Airlines inside and outside Africa are upbeat about the growing opportunities and huge potential in the continent’s aviation industry. Driving this growth is Qatar Airways as it adds more routes on the continent and scales up its operations by acquiring or forging partnerships with other airlines operating there.
Kano and Port Harcourt will join Qatar Airways’ Africa network, meaning the carrier will now serve four Nigerian cities. That’s twice as many as Emirates, one more than Turkish Airlines, and the same number as Ethiopian Airlines, by far Africa’s largest airline. The two additions bring to eight the number of African destinations added by Qatar Airways since the pandemic started. They join Abidjan, Abuja, Accra, Harare, Luanda, and Lusaka, while Cairo and Alexandria resumed following the end of the blockade.
Africa’s huge aviation potentials
Qatar Airways’ Vice-President for Africa, Hendrik Du Preez in an exclusive interview with AirInsight said: “There is huge potential across the continent for new routes.” Expect more announcements soon. He added, “Qatar Airways got ownership in a number of airlines globally. We are shareholders of the IAG group for instance. We have worked closely with Rwandair over the last couple of months. We announced the first part of the codeshare agreement which will cover 65 destinations on our network and their network. That is one of the areas that are underserved historically and for us to work closely with Rwandair to feed into their network and to have access to a broader network globally. It is what we are working on closely at this stage. We will be able to make more announcements, about how we are strengthening on it and building together.”
“It affected us but we never stopped flying and we started much quicker. That is the agility we have had. We are in good stead right now but most countries are re-opening their borders. A lot of countries are relaxing restrictions and with that, the confidence of travelers would be boosted at the end of the day. A lot of people are not confident enough to travel because what happens if they are halfway into their destinations and you don’t know what is going to happen. As more countries relax, you see more confidence building up, you will see a sharp steep curve of regaining momentum again. I hope so anyway”.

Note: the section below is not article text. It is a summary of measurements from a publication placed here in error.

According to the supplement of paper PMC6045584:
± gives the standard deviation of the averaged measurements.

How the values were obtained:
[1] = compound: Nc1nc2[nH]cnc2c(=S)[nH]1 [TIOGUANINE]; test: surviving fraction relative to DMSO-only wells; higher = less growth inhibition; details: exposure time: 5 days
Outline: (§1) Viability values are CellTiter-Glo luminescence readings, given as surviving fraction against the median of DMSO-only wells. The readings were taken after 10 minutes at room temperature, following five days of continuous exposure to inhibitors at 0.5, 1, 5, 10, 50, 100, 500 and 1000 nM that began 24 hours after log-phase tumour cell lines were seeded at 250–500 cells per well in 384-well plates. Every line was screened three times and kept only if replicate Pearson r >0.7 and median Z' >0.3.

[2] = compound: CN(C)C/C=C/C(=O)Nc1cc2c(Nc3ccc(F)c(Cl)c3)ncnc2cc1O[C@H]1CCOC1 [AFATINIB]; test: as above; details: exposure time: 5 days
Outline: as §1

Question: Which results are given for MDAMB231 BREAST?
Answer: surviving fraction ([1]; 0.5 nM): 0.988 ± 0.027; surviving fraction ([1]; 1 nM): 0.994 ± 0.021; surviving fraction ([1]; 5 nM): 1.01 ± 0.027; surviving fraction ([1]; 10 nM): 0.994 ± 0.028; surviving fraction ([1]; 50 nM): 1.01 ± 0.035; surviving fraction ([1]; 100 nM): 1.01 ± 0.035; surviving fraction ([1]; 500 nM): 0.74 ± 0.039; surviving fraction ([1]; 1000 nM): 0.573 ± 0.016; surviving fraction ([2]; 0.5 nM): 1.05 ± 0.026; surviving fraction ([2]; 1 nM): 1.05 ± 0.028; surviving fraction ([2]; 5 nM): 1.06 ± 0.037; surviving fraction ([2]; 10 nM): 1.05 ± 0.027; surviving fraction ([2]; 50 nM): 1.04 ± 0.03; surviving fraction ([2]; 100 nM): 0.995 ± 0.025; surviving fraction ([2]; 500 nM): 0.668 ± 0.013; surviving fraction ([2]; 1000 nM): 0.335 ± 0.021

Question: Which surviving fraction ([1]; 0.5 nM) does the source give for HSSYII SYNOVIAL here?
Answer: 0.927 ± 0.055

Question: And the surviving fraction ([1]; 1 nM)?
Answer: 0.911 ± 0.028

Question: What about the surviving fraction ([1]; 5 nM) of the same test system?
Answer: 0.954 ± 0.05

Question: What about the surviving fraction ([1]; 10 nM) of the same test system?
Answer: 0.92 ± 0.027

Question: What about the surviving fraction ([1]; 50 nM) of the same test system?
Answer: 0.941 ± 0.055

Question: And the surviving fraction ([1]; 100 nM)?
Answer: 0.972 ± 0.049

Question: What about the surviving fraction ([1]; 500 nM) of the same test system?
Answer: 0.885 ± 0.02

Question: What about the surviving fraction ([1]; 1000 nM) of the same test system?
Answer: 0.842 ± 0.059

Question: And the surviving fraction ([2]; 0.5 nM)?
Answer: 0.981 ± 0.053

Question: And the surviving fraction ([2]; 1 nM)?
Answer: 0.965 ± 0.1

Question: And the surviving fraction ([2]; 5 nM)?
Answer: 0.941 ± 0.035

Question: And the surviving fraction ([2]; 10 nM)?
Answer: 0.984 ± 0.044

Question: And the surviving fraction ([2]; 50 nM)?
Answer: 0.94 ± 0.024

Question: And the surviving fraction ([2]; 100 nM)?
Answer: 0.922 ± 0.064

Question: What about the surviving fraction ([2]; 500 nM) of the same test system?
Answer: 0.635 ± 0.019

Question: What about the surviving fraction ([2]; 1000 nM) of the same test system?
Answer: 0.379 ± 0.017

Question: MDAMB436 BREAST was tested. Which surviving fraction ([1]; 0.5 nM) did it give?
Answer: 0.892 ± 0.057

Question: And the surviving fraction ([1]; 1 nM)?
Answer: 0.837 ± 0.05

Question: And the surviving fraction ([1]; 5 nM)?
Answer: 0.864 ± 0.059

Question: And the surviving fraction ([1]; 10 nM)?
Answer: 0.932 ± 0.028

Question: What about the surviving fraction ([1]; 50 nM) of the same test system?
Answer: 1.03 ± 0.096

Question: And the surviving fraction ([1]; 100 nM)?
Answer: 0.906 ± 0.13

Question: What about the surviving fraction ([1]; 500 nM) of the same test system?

Qatar Airways currently spends nearly 10 hours on the ground in Abuja (ABV). This significant downtime, for connectivity reasons, has enabled Kano (KAN) and Port Harcourt (PHC) to be added.
Qatar Airways added Lusaka and Harare to its network in August 2021. (Qatar Airways)
Reaching out to other carriers
The carrier with over 140 destinations across its network and partnerships, has twenty African airlines including RwandAir, with which it sealed a milestone codeshare agreement last year in Kigali, Rwanda. RwandAir and Qatar Airways signed a comprehensive codeshare agreement to offer travelers more choice, enhanced service, and greater connectivity to more than 65 destinations across Africa and the rest of the world.
“There are different types of partnerships we have with airlines globally and not just in Africa, adding that they are working very closely with many airlines across the continent. I think the economics of scale with partnerships and if both can benefit at the end of the day, it is going to be key in the aviation industry for them. I am a key believer in partnerships. In Africa, there are still many opportunities, to work closely with other airlines”, Du Preez added.
In the past decade, Turkish Airlines has tripled the number of African cities it serves — from 18 to 56, while other Middle Eastern, European, and Asian airlines, are adding routes as well.
Rush for capital
Meanwhile, other African carriers are rushing to raise capital to fund their expansion, by offering to sell stakes to other airlines on the continent and others from the United States, Europe, and the Middle East.
For example, in 2019, shortly before Coronavirus, the continent’s largest airline by revenue and profit, Ethiopian Airlines, signed a deal to acquire a 45 percent stake in Zambia Air, resurrecting the Zambian flag-carrier more than two decades after its shut-down. Moreover, another sign that Africa’s aviation industry is witnessing an upturn is that low-cost carriers have begun serving second-tier cities on the continent, a trend that industry experts expect to continue. South Africa’s Kulula became the continent’s LCC airline in 2001. Since then, others have jumped in, connecting cities that bigger carriers deem unprofitable to serve at prices the growing middle-class can afford.
More investments in airports
Modernizing outdated airport infrastructure also requires major investment to meet growing passenger volumes. As a result, cities are opening their doors to private and foreign capital investment to fill the infrastructure gap.
Gulf-owned Qatar Airways is betting big on African aviation, swooping in to buy a 49 percent stake in RwandAir, as well as a 60 percent stake in a new $1.3 billion international airport planned on the outskirts of Rwanda’s capital, Kigali.
As global competitors race to capitalize on Africa’s burgeoning commercial aviation sector, Ethiopian Airlines has created a blueprint called Vision 2025 to expand its reach even further. The key to the plan is building Africa’s largest airport in a bid to make Ethiopia the region’s leading aviation hub. The brand new 5 billion airport outside the capital Addis Ababa can handle 22 million passengers a year, as the rapidly-expanding carrier outgrows capacity at its current base in the capital’s Bole International Airport.